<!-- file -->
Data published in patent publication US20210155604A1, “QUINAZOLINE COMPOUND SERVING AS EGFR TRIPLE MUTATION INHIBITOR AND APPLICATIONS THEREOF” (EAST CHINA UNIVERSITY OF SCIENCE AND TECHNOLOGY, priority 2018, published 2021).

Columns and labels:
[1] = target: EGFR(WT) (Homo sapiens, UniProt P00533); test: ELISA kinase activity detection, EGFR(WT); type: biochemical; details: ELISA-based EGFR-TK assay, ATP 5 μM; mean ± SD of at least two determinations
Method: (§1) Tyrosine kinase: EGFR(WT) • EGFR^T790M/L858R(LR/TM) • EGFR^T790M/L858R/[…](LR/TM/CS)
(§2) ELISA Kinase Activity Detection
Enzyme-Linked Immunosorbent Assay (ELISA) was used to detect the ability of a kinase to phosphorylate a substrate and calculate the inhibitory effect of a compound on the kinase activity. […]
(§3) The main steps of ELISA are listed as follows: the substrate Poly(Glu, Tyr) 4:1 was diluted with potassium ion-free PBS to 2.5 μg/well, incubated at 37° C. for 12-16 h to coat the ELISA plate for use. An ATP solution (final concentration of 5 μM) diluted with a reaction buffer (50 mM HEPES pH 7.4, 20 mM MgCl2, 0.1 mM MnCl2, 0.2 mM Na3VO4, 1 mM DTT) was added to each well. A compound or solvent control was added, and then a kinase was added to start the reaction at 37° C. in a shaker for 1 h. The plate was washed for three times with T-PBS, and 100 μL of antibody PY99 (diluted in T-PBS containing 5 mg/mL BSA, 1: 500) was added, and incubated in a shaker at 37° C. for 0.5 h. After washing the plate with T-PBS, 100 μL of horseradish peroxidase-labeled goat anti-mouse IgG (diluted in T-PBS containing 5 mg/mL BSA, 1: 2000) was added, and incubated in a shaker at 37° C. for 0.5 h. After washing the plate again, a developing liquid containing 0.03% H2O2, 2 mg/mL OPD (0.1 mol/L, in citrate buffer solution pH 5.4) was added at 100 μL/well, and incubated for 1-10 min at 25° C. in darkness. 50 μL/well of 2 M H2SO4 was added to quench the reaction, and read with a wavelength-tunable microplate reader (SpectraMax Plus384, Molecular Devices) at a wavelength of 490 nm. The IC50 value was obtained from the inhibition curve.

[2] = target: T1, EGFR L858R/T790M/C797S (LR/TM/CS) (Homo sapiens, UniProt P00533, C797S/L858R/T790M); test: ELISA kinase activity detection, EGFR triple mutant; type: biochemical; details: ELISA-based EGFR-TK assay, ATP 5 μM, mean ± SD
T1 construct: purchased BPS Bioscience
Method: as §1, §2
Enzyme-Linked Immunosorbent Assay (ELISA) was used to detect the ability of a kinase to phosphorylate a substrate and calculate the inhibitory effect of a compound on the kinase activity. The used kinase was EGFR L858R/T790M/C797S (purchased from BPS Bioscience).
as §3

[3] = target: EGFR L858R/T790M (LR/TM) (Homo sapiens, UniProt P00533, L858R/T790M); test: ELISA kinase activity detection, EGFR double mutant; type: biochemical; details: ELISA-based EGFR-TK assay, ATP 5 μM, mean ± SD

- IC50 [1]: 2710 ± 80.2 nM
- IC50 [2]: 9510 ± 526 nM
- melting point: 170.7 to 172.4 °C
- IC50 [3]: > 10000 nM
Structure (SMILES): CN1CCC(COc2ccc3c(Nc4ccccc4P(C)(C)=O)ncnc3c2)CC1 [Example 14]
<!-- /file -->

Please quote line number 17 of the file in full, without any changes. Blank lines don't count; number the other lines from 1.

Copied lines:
- IC50 [3]: > 10000 nM